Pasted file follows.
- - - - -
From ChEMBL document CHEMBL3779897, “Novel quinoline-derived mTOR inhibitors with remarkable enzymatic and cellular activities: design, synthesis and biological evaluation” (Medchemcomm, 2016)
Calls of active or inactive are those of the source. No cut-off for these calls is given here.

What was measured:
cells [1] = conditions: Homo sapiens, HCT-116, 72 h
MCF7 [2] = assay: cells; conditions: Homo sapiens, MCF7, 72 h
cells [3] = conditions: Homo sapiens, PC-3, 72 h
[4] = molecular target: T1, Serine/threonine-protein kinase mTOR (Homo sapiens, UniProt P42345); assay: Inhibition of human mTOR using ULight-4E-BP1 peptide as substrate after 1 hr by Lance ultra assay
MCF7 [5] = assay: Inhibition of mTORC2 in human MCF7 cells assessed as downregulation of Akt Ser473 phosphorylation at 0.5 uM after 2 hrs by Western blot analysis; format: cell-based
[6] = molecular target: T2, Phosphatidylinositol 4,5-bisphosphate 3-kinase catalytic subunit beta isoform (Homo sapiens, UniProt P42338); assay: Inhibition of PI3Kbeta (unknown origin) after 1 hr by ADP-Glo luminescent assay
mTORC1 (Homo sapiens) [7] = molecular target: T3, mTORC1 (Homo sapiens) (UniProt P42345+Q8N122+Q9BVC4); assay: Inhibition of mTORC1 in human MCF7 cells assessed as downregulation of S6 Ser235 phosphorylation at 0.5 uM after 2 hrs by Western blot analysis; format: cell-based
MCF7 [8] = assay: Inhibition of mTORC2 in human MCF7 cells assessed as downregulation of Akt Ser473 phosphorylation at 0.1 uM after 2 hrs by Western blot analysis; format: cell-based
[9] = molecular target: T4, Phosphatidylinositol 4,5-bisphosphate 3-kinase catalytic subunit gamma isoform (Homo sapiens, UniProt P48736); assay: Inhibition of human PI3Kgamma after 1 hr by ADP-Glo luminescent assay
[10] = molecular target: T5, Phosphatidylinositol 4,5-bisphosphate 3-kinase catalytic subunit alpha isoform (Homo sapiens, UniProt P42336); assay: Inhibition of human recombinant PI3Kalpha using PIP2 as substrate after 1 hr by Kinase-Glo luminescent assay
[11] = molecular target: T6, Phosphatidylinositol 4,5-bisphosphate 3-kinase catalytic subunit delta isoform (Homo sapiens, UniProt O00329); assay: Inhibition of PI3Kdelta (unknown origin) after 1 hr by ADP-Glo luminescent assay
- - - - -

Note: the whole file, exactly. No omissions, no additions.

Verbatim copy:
From ChEMBL document CHEMBL3779897, “Novel quinoline-derived mTOR inhibitors with remarkable enzymatic and cellular activities: design, synthesis and biological evaluation” (Medchemcomm, 2016)
Calls of active or inactive are those of the source. No cut-off for these calls is given here.

What was measured:
cells [1] = conditions: Homo sapiens, HCT-116, 72 h
MCF7 [2] = assay: cells; conditions: Homo sapiens, MCF7, 72 h
cells [3] = conditions: Homo sapiens, PC-3, 72 h
[4] = molecular target: T1, Serine/threonine-protein kinase mTOR (Homo sapiens, UniProt P42345); assay: Inhibition of human mTOR using ULight-4E-BP1 peptide as substrate after 1 hr by Lance ultra assay
MCF7 [5] = assay: Inhibition of mTORC2 in human MCF7 cells assessed as downregulation of Akt Ser473 phosphorylation at 0.5 uM after 2 hrs by Western blot analysis; format: cell-based
[6] = molecular target: T2, Phosphatidylinositol 4,5-bisphosphate 3-kinase catalytic subunit beta isoform (Homo sapiens, UniProt P42338); assay: Inhibition of PI3Kbeta (unknown origin) after 1 hr by ADP-Glo luminescent assay
mTORC1 (Homo sapiens) [7] = molecular target: T3, mTORC1 (Homo sapiens) (UniProt P42345+Q8N122+Q9BVC4); assay: Inhibition of mTORC1 in human MCF7 cells assessed as downregulation of S6 Ser235 phosphorylation at 0.5 uM after 2 hrs by Western blot analysis; format: cell-based
MCF7 [8] = assay: Inhibition of mTORC2 in human MCF7 cells assessed as downregulation of Akt Ser473 phosphorylation at 0.1 uM after 2 hrs by Western blot analysis; format: cell-based
[9] = molecular target: T4, Phosphatidylinositol 4,5-bisphosphate 3-kinase catalytic subunit gamma isoform (Homo sapiens, UniProt P48736); assay: Inhibition of human PI3Kgamma after 1 hr by ADP-Glo luminescent assay
[10] = molecular target: T5, Phosphatidylinositol 4,5-bisphosphate 3-kinase catalytic subunit alpha isoform (Homo sapiens, UniProt P42336); assay: Inhibition of human recombinant PI3Kalpha using PIP2 as substrate after 1 hr by Kinase-Glo luminescent assay
[11] = molecular target: T6, Phosphatidylinositol 4,5-bisphosphate 3-kinase catalytic subunit delta isoform (Homo sapiens, UniProt O00329); assay: Inhibition of PI3Kdelta (unknown origin) after 1 hr by ADP-Glo luminescent assay